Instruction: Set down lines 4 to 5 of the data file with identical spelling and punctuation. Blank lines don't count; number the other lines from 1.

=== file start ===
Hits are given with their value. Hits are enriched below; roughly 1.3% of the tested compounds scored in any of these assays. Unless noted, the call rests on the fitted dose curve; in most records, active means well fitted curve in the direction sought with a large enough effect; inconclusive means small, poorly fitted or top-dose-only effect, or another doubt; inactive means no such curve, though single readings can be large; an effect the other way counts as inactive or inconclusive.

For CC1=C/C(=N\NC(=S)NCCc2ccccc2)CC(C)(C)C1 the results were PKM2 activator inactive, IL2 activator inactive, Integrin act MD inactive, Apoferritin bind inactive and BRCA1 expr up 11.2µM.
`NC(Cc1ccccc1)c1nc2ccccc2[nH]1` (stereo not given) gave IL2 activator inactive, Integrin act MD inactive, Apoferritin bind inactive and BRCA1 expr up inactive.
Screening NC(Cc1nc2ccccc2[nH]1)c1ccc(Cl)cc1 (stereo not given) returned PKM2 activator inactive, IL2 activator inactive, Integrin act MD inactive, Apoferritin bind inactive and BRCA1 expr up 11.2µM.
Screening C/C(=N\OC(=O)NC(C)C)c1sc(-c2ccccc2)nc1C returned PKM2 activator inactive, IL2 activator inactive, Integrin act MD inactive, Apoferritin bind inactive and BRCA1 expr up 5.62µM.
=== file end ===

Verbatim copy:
Screening NC(Cc1nc2ccccc2[nH]1)c1ccc(Cl)cc1 (stereo not given) returned PKM2 activator inactive, IL2 activator inactive, Integrin act MD inactive, Apoferritin bind inactive and BRCA1 expr up 11.2µM.
Screening C/C(=N\OC(=O)NC(C)C)c1sc(-c2ccccc2)nc1C returned PKM2 activator inactive, IL2 activator inactive, Integrin act MD inactive, Apoferritin bind inactive and BRCA1 expr up 5.62µM.